Motherhood Photography Photography Tips

5 SIMPLE TIPS FOR PHOTOGRAPHING YOUR CHILDREN

September 1, 2016

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Since becoming pregnant, one of the most common remarks I get from people is that I’m lucky to be a photographer and have the ability to get great photos of our son. I am fortunate in this aspect but photographing my son will be second nature to me because I spent over 7 years working with children and families and I’ve learned what works and what doesn’t. Today I’m going to share 5 very simple and easy tips on how to capture those perfect shots of your children.

1.  Say ‘look’ instead of smile or cheese – How many photos do you have of your children where they pretty much have the same expression. Either it’s a forced smile that looks completely fake or it’s them with an unflattering grin saying cheese. I also bet when you ask your child to smile or say cheese, they usually have an exasperated look on their faces or refuse to take a photo altogether. Frustrating, right? When you ask your child to ‘look’, it not only peaks their curiosity but you also get candid expressions. It also takes the pressure of asking your child to “perform”.

2.  Ask them questions – Talk to your children while you’re photographing them. Divert their attention away from the camera. Ask them to recall a funny moment or describe what they recently watched on Pup Patrol or Peppa Pig. Who their best friend is at school. Ask them anything. You’ll be able to get a lot of candid expressions as well and some good discussion time in with your child. When I’m photographing children, I’m constantly talking to them while shooting at the same time. I will even ask the parents to step away so they’re not hovering.

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3.  Use props and create distractions – Along with asking them questions, another great tool to distract them is to have them play with their toys or books or create a moment. For example, give them a bowl of ice cream or a snack. Let them play with something that’s new and exciting to them like your makeup or even an old camera you may have. Whatever you think would peak their interest. (But not coloring – kids never look up while they color and they get annoyed when you divert their attention from it.)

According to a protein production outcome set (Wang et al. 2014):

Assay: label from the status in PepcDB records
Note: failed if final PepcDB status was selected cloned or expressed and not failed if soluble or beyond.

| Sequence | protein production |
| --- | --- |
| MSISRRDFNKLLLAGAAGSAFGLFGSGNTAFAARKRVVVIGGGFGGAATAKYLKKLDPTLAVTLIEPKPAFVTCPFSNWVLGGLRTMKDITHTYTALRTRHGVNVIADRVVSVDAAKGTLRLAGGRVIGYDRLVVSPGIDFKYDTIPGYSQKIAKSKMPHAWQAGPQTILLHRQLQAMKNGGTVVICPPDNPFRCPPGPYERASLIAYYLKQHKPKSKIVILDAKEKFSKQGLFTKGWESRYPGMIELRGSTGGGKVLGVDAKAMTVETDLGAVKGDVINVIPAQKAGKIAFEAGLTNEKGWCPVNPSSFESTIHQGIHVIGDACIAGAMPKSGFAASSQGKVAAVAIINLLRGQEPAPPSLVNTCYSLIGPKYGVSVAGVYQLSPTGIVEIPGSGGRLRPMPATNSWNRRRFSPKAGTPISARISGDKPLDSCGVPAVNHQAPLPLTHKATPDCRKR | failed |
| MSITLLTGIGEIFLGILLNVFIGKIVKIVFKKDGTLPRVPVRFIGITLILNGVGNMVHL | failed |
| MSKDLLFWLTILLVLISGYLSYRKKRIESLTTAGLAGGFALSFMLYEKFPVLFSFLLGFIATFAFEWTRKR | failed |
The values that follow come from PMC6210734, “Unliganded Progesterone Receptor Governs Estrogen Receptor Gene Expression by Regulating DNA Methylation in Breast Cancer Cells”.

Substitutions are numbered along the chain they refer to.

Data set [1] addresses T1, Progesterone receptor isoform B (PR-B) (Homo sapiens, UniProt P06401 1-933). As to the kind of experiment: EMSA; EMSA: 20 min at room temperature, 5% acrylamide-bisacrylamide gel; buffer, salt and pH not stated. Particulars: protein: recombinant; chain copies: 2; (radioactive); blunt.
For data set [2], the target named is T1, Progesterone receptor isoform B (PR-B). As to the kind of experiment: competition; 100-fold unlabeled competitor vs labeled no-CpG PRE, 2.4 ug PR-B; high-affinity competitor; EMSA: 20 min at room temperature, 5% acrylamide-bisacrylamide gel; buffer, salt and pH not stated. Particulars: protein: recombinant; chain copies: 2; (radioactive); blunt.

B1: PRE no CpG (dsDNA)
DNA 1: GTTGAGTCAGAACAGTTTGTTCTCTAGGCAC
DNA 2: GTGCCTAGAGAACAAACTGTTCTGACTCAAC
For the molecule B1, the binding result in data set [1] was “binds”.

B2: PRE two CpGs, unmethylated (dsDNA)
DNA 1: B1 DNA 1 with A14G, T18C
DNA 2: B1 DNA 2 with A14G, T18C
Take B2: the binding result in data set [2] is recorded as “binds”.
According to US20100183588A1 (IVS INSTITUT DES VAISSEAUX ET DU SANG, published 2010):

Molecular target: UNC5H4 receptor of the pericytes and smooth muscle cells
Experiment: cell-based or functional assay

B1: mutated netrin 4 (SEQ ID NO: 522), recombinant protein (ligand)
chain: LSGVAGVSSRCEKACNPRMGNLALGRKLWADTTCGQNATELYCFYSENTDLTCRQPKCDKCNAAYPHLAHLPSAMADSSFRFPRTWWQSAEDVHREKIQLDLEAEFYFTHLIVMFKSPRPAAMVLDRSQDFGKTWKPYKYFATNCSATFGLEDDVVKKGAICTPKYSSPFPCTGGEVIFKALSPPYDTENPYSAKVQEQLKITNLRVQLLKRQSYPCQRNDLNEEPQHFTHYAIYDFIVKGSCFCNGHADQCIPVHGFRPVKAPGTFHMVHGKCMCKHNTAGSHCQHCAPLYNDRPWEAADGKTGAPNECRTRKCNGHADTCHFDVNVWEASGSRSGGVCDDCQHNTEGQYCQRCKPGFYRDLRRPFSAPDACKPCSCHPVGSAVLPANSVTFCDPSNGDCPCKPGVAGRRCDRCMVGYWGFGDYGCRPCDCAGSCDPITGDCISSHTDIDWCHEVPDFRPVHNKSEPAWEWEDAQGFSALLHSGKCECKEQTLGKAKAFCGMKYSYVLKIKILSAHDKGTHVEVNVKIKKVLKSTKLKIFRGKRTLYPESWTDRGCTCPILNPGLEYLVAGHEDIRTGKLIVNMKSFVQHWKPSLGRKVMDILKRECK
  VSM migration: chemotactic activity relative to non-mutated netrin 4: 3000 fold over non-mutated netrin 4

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4.  Get down – Sit on the floor or even lay on your tummy. Photograph them at eye level. You’re less intimidating this way and your photos will look more aesthetically pleasing.

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5.  Don’t control them; Have fun – If you find yourself starting to get frustrated with them, put the camera/phone down. If you make taking photos unpleasant, they will associate those feelings any time photos are being taken and even a professional will have a difficult time. Let them be themselves. Ask them if there’s anything they want to do. When I feel a child is over it but I still need more photos, I’ll ask them if they want to make silly faces or show me how high they can jump. This always gets them back in the mood and makes for some fun photos for the parents to look back on.

Bonus tips:

6.  Show them their photos after you take them – Children love seeing their faces on a photo. When you show them the photos you take, you get them involved in the process and they begin understanding what photos are. They’ll start wanting to create their own poses and scenarios and if you make it fun for them they’ll be more than ready to ham it up for the camera.

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7.  Take lots and lots of photos – As a professional family photographer, I see a huge difference between children whose parents take millions of photos of them versus children whose parents don’t. You can guess which kids are easier to work with. Even if it gets frustrating, don’t give up. Get them used to the camera and get them comfortable with it. It’s the same with adults, right? If you’re not used to being in front of a camera, it get intimidating and scary and talk about being nervous. Well, kids are the same way. Capture moments, all moments.

8.  Back up your photos – This is more of a technical tip but there is nothing worse than losing photos of your children and family. Make sure you back it up to a computer, then an external hard drive, AND a cloud storage like Dropbox or iCloud (it’s only $0.99/month for larger storage space). I say back it up to an external after uploading it to your computer because you’ll want to delete the photos off your computer since they take about a lot of space and can slow it down drastically.

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I can’t emphasize enough to just have fun and let your kids be kids. And make it fun for yourself. Impromptu shoots can be great bonding opportunities for you and your children.

Happy shooting! :)

P.S. If you found these tips helpful and think other parents would like them, too, please share this post. xo

If you’d like me to photograph your holiday photos before I go on maternity leave in December, please use this form here or email me directly at nina @ loveandlemonade.com (no spaces).

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